Attacks on Education in Ukraine, Situation Report, 1 January - 5 March 2019

Report
from UN Children's Fund, Education Cluster
Published on 05 Mar 2019 View Original

Since the start of 2019, the Ukraine Education Cluster has received reports regarding 7 conflict-related incidents resulting in physical damages to school infrastructure, 1 education facility that have been temporarily closed and 1 case of military presence in close vicinity to the education facility.

The latest incident has happened on 25 February 2019 when the school in Sakhanka (Donetska NGCA) has sustained new damages due to shelling at around 8:00 a.m. School building and the water pipeline used for heating have been damaged by the shrapnel. Reportedly there were no children present at the time of shelling as the school had been closed for the holidays. There are 28 children enrolled at the school and this is the third time third time this school was attacked for the last two years.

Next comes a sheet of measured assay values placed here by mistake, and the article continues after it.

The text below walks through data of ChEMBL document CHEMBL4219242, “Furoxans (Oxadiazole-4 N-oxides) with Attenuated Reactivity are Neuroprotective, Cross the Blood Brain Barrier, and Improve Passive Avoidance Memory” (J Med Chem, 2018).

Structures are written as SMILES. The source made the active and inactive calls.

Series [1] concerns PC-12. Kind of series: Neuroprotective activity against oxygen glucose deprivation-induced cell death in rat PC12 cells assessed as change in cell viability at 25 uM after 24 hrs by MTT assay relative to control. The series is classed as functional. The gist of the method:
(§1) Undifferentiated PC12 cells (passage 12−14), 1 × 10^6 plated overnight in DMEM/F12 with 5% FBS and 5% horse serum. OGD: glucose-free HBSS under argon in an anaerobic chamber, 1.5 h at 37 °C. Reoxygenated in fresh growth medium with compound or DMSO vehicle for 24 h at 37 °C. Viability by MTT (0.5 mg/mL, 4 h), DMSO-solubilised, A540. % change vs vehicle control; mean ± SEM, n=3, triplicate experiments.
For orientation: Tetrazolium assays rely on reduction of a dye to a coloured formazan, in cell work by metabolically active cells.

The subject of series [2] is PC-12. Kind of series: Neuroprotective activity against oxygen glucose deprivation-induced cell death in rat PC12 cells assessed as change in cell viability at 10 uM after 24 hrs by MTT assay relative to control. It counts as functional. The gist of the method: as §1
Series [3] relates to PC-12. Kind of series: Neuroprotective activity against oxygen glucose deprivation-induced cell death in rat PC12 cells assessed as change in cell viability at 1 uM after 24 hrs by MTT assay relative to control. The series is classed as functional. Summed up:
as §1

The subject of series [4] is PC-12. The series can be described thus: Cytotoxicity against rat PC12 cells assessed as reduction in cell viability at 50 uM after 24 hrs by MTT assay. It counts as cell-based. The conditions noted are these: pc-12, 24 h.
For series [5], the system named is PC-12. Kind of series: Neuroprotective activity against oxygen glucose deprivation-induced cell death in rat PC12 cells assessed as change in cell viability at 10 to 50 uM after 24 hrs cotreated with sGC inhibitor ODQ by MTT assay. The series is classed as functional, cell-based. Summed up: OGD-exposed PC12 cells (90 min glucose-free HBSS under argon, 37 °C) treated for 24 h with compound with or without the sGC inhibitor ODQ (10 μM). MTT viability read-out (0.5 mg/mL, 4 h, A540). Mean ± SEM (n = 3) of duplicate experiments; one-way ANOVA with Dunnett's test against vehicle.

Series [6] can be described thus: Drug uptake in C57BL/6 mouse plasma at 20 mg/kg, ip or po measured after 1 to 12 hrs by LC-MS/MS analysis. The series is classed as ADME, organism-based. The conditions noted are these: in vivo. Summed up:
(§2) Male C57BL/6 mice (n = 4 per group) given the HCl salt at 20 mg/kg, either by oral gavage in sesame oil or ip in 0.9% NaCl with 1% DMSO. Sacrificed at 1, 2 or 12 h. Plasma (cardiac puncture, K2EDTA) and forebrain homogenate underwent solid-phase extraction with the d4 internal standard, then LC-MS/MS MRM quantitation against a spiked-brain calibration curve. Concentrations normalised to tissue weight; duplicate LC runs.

Earlier this year school #4 in Zolote-5/Mykhailivka (Luhanska NGCA) was coming under fire four times in a wake of six week with the latest incident recorded on 11 February 2019 due to small-arms fire. According to the school officials’ classes at the school has been suspended for more than a week during the month of February due heavy shelling. On the other side of the contact line in the same area school #5 in Zolote-4 (Luhanska GCA) has reported low attendance and recommended the Ukraine Education Cluster partner to refrain from a scheduled visit to the school because of insecurity in the area.

Since the beginning of the conflict in 2014 over 750 education facilities have been damaged and many more experienced disruptions to education. The Ukraine Education Cluster estimates that over 700,000 children and teachers in more than 3,500 education facilities in eastern Ukraine are affected by the hostilities and in need of humanitarian assistance. More than 400,000 children experience direct impact of the conflict as they live, play and go to school within the 20-km on both sides of the “contact line”, where shelling and extreme levels of mine-contamination threaten their lives and wellbeing.